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Lynn Wessell

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NEWS
December 30, 1992
Lynn Wessell, the controversial public relations consultant known for pro-growth political campaigns dominated by expensive mass mailings, well-organized phone banks and highly professional public opinion polls, has died after a brief illness. He was 54.
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NEWS
December 30, 1992
Lynn Wessell, the controversial public relations consultant known for pro-growth political campaigns dominated by expensive mass mailings, well-organized phone banks and highly professional public opinion polls, has died after a brief illness. He was 54.
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CALIFORNIA | LOCAL
July 21, 1989 | BILL BOYARSKY, Times City-County Bureau Chief
Lobbying at Los Angeles City Hall has always had a distinctive quality. At the state Capitol, for example, lobbyists have to wait outside the Senate or Assembly chambers to talk to legislators, or they must watch the voting from the balcony. Not at City Hall. Lobbyists there summon council members over to red felt barrier ropes near where the lawmakers sit to make a pitch for their clients. Sometimes, in moments of desperation, they signal from the audience.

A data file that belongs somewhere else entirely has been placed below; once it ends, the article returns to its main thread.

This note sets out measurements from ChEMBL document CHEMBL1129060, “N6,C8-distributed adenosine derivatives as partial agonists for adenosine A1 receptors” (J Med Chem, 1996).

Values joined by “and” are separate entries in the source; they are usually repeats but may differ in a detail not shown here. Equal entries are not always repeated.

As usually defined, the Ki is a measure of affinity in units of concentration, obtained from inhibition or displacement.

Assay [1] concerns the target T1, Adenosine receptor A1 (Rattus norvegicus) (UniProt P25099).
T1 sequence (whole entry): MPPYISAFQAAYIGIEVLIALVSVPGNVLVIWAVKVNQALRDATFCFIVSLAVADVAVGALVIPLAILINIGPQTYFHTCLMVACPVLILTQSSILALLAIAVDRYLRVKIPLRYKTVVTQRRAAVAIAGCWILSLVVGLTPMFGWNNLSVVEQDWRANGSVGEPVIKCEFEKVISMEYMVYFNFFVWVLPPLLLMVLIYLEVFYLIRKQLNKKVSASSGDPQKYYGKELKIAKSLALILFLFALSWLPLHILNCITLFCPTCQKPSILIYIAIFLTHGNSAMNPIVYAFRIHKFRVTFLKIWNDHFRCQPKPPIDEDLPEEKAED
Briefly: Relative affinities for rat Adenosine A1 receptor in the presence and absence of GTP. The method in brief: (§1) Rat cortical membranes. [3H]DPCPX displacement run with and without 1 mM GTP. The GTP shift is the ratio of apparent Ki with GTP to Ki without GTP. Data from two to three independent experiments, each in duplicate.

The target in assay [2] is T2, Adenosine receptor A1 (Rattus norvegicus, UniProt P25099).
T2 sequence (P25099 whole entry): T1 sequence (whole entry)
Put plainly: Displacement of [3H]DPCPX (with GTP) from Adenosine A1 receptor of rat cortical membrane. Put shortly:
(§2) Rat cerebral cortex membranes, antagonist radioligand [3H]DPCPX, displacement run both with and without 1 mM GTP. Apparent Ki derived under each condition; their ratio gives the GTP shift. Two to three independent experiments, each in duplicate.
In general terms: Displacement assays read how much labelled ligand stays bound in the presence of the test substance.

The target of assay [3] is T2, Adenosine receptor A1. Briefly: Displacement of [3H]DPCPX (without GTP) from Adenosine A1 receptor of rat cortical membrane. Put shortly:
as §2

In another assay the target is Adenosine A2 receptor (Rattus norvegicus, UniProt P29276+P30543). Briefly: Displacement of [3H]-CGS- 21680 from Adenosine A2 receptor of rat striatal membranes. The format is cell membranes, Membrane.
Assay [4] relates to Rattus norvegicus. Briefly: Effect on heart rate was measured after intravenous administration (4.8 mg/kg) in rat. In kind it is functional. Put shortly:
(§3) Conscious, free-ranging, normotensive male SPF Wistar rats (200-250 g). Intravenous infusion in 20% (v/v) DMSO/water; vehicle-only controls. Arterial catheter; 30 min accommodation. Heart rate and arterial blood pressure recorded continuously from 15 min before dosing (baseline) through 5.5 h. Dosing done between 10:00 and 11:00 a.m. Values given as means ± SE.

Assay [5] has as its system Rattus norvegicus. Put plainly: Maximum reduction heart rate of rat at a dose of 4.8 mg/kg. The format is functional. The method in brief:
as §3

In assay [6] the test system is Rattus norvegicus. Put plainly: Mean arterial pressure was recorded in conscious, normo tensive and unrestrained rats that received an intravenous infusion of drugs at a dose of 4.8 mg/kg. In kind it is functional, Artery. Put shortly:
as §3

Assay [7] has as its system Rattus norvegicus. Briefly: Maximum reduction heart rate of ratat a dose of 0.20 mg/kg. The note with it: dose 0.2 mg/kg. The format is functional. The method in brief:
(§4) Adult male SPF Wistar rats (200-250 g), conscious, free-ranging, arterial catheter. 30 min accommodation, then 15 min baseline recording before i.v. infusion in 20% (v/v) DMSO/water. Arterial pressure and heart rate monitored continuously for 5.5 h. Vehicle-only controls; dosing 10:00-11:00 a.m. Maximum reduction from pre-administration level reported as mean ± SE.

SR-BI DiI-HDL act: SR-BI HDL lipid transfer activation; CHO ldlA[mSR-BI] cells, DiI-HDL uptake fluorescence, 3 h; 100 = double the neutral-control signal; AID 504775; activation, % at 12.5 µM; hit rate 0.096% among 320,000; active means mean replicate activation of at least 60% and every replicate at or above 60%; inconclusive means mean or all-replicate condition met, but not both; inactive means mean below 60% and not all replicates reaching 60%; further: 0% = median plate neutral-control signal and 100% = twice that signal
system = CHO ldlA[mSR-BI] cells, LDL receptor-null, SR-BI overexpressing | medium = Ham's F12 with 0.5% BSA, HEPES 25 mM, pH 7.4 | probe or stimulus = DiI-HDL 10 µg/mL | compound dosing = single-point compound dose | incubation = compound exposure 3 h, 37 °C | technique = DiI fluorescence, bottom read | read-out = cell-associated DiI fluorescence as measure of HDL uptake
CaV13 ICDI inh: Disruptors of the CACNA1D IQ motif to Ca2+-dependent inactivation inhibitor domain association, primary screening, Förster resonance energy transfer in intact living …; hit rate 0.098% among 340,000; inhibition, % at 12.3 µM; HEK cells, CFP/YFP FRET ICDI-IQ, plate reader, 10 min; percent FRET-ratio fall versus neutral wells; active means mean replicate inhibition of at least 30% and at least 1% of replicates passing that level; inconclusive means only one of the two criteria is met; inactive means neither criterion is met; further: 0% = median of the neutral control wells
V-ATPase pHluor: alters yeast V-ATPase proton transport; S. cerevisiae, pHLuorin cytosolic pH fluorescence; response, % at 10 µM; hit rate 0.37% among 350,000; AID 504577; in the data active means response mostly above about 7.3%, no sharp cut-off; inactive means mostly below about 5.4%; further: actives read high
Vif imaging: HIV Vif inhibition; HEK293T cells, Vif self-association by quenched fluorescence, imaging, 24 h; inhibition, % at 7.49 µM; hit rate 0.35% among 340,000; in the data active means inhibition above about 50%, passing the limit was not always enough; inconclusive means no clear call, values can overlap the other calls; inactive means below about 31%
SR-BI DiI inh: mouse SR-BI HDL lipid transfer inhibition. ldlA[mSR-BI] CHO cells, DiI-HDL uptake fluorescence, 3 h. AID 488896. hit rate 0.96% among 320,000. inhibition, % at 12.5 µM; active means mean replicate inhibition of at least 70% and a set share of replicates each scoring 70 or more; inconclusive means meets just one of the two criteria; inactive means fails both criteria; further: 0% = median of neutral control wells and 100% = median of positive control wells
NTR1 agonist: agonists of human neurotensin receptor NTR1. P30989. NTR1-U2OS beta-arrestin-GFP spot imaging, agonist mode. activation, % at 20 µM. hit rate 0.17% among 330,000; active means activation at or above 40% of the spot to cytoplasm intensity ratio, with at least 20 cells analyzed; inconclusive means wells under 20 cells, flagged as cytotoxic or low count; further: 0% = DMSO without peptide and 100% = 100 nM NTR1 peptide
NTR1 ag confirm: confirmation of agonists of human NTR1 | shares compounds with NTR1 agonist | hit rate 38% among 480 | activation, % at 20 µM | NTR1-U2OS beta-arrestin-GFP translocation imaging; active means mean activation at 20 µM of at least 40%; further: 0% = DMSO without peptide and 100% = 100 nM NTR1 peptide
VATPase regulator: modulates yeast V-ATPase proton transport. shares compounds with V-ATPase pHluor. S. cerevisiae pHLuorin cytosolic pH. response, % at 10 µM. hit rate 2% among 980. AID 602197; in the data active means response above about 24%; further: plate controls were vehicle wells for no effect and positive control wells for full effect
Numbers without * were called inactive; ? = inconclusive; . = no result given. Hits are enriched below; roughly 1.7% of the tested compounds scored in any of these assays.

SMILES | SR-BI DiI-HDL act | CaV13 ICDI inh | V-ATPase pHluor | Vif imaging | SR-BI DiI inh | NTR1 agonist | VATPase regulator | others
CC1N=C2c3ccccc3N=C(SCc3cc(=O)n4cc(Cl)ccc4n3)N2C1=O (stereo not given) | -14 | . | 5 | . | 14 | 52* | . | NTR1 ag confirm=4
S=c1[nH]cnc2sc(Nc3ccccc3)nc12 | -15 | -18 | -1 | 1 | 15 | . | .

CALIFORNIA | LOCAL
December 29, 1992 | MYRON LEVIN, TIMES STAFF WRITER
Lynn Wessell, a veteran public relations consultant and mainstay of pro-growth political campaigns throughout Southern California, died on Christmas after a brief illness. Wessell, who lived in Moorpark, died the day after his 54th birthday of complications following back surgery, a previously undisclosed diabetic condition and a severe post-operative infection, said Cathy Connelly, vice president of The Wessell Co., his Burbank-based consulting firm.
CALIFORNIA | LOCAL
December 29, 1992 | MYRON LEVIN, TIMES STAFF WRITER
Lynn Wessell, a veteran public relations consultant and mainstay of pro-growth political campaigns throughout Southern California, died on Christmas after a brief illness. Wessell, who lived in Moorpark, died the day after his 54th birthday of complications following back surgery, a previously undisclosed diabetic condition and a severe post-operative infection, said Cathy Connelly, vice president of The Wessell Co., his Burbank-based consulting firm.
CALIFORNIA | LOCAL
March 17, 1992 | TRACEY KAPLAN, TIMES STAFF WRITER
Proponents of a Santa Clarita slow-growth measure said Monday that a campaign flyer distributed by opponents of the measure is deliberately misleading, contending it uses a logo that makes it appear to have been printed by the city government. But Santa Clarita City Atty. Carl Newton, saying the logo bears no resemblance to the official municipal letterhead, refused to ask the group that printed the flyer to stop circulating it. About 15,000 copies have already been distributed.
CALIFORNIA | LOCAL
December 8, 1989 | FRANK MESSINA